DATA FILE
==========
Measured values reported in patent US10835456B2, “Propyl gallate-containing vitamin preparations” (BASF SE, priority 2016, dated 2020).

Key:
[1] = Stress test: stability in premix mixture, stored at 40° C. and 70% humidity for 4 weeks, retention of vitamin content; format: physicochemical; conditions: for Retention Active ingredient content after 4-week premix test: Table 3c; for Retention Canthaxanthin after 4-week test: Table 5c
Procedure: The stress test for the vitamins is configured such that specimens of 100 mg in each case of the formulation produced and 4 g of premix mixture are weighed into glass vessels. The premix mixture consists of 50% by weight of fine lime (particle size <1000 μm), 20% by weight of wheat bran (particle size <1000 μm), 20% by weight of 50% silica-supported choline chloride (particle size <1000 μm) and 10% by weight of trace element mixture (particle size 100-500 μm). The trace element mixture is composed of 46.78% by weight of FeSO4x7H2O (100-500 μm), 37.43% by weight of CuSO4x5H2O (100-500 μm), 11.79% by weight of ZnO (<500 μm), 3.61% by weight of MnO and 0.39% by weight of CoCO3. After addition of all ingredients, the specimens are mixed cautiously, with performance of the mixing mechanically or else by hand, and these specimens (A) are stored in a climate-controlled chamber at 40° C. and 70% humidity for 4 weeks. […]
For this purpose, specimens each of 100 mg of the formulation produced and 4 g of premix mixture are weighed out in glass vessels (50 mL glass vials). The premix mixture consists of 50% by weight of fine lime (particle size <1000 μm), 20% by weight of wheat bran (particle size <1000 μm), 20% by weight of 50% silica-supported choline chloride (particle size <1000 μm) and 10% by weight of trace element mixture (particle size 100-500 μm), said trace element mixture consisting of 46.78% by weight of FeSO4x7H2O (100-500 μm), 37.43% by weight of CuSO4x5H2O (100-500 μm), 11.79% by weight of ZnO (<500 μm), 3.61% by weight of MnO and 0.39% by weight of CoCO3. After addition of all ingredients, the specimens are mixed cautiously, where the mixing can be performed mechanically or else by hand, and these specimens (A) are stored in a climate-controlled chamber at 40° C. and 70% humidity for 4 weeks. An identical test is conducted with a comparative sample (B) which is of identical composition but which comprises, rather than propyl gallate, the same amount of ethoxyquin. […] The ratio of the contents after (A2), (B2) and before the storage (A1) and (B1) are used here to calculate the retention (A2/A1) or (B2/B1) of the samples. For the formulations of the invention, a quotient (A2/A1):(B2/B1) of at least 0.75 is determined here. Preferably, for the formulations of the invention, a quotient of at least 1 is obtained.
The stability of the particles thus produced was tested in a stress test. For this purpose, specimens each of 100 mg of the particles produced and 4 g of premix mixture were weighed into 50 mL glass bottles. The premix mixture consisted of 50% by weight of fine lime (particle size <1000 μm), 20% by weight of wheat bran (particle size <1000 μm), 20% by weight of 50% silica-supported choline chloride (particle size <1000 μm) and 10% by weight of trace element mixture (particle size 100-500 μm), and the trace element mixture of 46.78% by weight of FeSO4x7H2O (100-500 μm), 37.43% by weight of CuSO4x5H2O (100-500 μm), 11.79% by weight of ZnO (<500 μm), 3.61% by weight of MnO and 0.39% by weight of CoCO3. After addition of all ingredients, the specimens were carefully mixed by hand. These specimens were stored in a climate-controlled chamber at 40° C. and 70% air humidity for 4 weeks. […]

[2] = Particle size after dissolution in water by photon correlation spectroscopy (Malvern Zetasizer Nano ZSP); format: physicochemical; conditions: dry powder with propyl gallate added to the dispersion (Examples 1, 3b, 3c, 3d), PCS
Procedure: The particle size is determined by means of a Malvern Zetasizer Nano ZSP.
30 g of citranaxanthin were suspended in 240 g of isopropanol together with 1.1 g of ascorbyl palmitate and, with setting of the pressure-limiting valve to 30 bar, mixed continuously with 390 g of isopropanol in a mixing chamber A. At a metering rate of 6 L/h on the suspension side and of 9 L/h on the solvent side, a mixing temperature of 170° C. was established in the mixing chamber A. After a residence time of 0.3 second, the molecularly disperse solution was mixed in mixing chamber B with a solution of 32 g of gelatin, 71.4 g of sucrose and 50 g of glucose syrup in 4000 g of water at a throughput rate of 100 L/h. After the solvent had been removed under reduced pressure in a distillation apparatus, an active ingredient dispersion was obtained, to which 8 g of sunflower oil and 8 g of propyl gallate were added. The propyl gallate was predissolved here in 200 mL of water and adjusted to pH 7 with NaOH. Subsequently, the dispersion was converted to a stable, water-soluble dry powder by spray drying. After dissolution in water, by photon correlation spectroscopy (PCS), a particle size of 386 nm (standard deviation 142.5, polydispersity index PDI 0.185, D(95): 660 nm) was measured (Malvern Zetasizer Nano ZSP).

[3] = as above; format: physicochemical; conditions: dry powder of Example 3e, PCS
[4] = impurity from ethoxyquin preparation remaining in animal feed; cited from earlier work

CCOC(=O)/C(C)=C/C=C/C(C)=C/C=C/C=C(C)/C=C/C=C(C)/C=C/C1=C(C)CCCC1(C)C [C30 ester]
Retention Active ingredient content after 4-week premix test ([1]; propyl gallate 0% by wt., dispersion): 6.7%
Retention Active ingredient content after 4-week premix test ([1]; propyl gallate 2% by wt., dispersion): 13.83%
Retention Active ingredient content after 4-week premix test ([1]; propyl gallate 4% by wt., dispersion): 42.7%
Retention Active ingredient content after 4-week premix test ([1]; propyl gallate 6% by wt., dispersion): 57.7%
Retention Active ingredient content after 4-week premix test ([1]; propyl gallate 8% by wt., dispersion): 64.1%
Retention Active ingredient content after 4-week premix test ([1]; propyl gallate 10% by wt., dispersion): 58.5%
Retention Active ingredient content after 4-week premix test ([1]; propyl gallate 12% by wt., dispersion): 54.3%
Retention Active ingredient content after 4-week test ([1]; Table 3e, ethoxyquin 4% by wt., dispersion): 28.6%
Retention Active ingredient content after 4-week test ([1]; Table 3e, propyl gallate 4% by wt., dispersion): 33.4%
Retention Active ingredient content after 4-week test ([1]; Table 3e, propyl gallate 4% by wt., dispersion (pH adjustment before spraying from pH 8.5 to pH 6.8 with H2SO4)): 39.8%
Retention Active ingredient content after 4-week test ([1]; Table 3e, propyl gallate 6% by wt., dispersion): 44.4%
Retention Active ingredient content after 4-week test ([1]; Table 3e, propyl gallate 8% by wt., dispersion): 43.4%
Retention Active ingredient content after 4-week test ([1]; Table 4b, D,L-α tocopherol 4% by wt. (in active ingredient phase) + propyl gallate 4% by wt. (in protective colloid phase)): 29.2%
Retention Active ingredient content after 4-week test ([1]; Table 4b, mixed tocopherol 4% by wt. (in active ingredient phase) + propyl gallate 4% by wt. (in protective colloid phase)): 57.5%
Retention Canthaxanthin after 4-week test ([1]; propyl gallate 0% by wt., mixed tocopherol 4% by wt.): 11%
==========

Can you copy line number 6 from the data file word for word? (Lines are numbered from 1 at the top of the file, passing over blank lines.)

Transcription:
The stability of the particles thus produced was tested in a stress test. For this purpose, specimens each of 100 mg of the particles produced and 4 g of premix mixture were weighed into 50 mL glass bottles. The premix mixture consisted of 50% by weight of fine lime (particle size <1000 μm), 20% by weight of wheat bran (particle size <1000 μm), 20% by weight of 50% silica-supported choline chloride (particle size <1000 μm) and 10% by weight of trace element mixture (particle size 100-500 μm), and the trace element mixture of 46.78% by weight of FeSO4x7H2O (100-500 μm), 37.43% by weight of CuSO4x5H2O (100-500 μm), 11.79% by weight of ZnO (<500 μm), 3.61% by weight of MnO and 0.39% by weight of CoCO3. After addition of all ingredients, the specimens were carefully mixed by hand. These specimens were stored in a climate-controlled chamber at 40° C. and 70% air humidity for 4 weeks. […]